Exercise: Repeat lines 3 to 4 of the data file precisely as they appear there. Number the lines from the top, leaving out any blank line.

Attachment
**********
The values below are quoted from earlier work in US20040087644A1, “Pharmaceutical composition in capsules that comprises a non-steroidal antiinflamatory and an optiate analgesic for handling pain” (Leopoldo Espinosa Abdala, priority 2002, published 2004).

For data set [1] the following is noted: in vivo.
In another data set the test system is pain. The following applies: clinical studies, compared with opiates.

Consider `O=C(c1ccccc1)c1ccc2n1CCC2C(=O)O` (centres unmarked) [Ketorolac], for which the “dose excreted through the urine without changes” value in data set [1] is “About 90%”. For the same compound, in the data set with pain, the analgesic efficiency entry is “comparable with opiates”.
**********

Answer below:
In another data set the test system is pain. The following applies: clinical studies, compared with opiates.

Consider `O=C(c1ccccc1)c1ccc2n1CCC2C(=O)O` (centres unmarked) [Ketorolac], for which the “dose excreted through the urine without changes” value in data set [1] is “About 90%”. For the same compound, in the data set with pain, the analgesic efficiency entry is “comparable with opiates”.